popehat builds a gun strawman

On Popehat, a new blogger, Marc Randazza, posts an unusually dull and misinformed piece on guns. The name of the article is “You Are Not Going to Resist the Government With Your Guns”. In this article, the blogger imagines the government becomes tyrannical. Guns owners decide to resist by barricading a city but then the government just bombs them to oblivion. Randazza’s point is that gun owners should drop arguments of government deterrence in their list of reasons for gun ownership.

In the comments, Randazza is utterly destroyed for his silly straw man argument. Some of the best comments:

Brad writes:

Marc makes the common mistake of assuming that in any violent conflict between the American people and the American Government that the military will not only fall in line but also be employed to maximum effect. Both assumptions are ridiculously simplistic and therefore false.

TMLutas writes:

The stupid, it burns. First of all, government tyranny comes in all shapes and sizes and we have well upwards of 80k governments in this country, each of them having the potential to pick our pockets or break our legs. The utility of the 2nd amendment’s resistance to tyranny isn’t about how well it works on the most well armed of these governments but how well it works in making the yahoos in the other 80k governments rethink any dumb ideas they might have to behave like little tyrants.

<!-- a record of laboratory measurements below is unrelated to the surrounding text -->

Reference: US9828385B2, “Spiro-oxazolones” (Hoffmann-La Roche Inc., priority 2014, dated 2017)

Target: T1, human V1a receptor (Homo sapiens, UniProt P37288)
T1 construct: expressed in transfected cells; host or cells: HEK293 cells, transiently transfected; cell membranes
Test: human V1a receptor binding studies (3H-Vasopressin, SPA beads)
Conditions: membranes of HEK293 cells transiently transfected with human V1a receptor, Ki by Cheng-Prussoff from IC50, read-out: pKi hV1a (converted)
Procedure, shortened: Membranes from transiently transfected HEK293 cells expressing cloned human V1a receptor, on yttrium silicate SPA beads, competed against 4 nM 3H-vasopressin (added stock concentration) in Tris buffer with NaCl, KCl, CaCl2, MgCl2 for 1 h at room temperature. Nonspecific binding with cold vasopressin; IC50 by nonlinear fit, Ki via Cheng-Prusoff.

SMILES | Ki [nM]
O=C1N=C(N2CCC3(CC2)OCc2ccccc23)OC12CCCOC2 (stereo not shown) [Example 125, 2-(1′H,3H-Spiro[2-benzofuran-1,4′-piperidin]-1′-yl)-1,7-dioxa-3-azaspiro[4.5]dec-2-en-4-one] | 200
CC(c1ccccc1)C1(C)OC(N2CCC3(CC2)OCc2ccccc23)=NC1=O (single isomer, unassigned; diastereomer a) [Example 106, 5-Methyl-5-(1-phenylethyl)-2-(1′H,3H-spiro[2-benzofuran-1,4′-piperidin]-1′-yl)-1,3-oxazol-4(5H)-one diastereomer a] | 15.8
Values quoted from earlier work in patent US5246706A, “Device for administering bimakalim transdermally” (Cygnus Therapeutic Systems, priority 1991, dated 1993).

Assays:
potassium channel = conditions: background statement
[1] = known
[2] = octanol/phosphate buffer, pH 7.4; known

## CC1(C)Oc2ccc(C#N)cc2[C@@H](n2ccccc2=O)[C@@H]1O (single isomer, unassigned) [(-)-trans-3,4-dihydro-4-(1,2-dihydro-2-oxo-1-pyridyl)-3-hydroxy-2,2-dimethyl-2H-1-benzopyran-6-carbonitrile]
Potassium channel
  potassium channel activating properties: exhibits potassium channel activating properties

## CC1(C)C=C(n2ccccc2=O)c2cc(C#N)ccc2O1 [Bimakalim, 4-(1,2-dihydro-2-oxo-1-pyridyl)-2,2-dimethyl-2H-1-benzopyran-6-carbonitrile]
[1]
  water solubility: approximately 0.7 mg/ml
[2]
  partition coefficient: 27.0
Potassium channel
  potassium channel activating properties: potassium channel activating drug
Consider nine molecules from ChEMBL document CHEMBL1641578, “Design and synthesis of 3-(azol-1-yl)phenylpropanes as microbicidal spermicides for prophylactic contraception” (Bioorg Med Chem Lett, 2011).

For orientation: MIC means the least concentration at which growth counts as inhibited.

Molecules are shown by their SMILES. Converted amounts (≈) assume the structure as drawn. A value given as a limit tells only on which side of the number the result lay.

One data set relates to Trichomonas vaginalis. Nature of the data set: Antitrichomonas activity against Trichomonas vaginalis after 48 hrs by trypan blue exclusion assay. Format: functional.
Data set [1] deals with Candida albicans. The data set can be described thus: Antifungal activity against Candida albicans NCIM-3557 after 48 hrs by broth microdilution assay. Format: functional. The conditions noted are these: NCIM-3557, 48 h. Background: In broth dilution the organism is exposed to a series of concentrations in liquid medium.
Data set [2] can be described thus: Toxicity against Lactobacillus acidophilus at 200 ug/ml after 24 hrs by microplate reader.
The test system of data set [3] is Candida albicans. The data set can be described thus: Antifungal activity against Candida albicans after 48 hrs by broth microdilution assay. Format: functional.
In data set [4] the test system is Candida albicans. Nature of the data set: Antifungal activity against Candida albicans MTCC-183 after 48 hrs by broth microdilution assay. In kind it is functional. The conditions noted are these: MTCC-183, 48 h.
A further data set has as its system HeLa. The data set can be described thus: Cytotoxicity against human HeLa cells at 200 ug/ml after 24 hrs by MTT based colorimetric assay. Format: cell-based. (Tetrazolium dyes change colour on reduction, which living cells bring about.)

Second, I believe the most recent successful sagebrush rebellion in this country was in 2014. That is slightly more relevant to the evaluation of the 2nd amendment as a 21st century brake on tyranny than the 1700s example of Shays rebellion. In what legal backwater is ancient example of real world practice more relevant than contemporary practice within living memory? The tyranny claims in the Bundy case are actually more interesting to boot. Shays Rebellion was about claims the government could not lay a particular tax. But in the Bundy case we have the BLM explicitly and flagrantly violating federal law in its wild horse policies (it won’t sell to people who will slaughter horses) which means all that land has too many horses because BLM can’t store all the horses needed to keep the land up so they’ve been pushing out the cattle ranchers for decades. Only a crazy man would stand in their way. Enter Mr. Bundy who fits the bill of too resourceful and ornery to give in to the pressure and crazy enough to grab for any theory to hand.

Caleb says